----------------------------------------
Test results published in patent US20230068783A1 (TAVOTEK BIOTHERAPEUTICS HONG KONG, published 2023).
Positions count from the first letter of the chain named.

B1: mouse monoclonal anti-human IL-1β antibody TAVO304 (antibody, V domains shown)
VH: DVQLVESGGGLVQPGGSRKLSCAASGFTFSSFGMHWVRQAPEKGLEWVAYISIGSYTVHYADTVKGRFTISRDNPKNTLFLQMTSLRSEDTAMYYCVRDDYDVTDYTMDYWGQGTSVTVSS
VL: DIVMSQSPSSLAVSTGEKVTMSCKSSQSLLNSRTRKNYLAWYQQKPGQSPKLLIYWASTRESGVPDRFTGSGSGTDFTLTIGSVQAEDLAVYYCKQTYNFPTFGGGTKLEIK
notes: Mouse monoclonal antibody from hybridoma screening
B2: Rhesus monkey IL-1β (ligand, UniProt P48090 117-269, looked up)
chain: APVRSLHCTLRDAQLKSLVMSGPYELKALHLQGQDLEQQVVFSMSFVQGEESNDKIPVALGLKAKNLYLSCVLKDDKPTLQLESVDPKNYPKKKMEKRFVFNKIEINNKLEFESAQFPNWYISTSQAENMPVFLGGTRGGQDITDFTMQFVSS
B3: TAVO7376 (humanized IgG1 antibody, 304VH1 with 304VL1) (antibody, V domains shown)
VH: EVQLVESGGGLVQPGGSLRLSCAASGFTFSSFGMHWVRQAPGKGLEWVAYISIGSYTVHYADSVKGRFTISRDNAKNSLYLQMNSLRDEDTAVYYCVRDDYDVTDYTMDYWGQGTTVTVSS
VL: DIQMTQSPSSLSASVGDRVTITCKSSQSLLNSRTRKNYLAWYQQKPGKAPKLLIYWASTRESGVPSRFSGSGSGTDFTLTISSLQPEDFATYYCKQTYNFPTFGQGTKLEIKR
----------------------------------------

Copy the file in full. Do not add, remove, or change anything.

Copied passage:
Test results published in patent US20230068783A1 (TAVOTEK BIOTHERAPEUTICS HONG KONG, published 2023).
Positions count from the first letter of the chain named.

B1: mouse monoclonal anti-human IL-1β antibody TAVO304 (antibody, V domains shown)
VH: DVQLVESGGGLVQPGGSRKLSCAASGFTFSSFGMHWVRQAPEKGLEWVAYISIGSYTVHYADTVKGRFTISRDNPKNTLFLQMTSLRSEDTAMYYCVRDDYDVTDYTMDYWGQGTSVTVSS
VL: DIVMSQSPSSLAVSTGEKVTMSCKSSQSLLNSRTRKNYLAWYQQKPGQSPKLLIYWASTRESGVPDRFTGSGSGTDFTLTIGSVQAEDLAVYYCKQTYNFPTFGGGTKLEIK
notes: Mouse monoclonal antibody from hybridoma screening
B2: Rhesus monkey IL-1β (ligand, UniProt P48090 117-269, looked up)
chain: APVRSLHCTLRDAQLKSLVMSGPYELKALHLQGQDLEQQVVFSMSFVQGEESNDKIPVALGLKAKNLYLSCVLKDDKPTLQLESVDPKNYPKKKMEKRFVFNKIEINNKLEFESAQFPNWYISTSQAENMPVFLGGTRGGQDITDFTMQFVSS
B3: TAVO7376 (humanized IgG1 antibody, 304VH1 with 304VL1) (antibody, V domains shown)
VH: EVQLVESGGGLVQPGGSLRLSCAASGFTFSSFGMHWVRQAPGKGLEWVAYISIGSYTVHYADSVKGRFTISRDNAKNSLYLQMNSLRDEDTAVYYCVRDDYDVTDYTMDYWGQGTTVTVSS
VL: DIQMTQSPSSLSASVGDRVTITCKSSQSLLNSRTRKNYLAWYQQKPGKAPKLLIYWASTRESGVPSRFSGSGSGTDFTLTISSLQPEDFATYYCKQTYNFPTFGQGTKLEIKR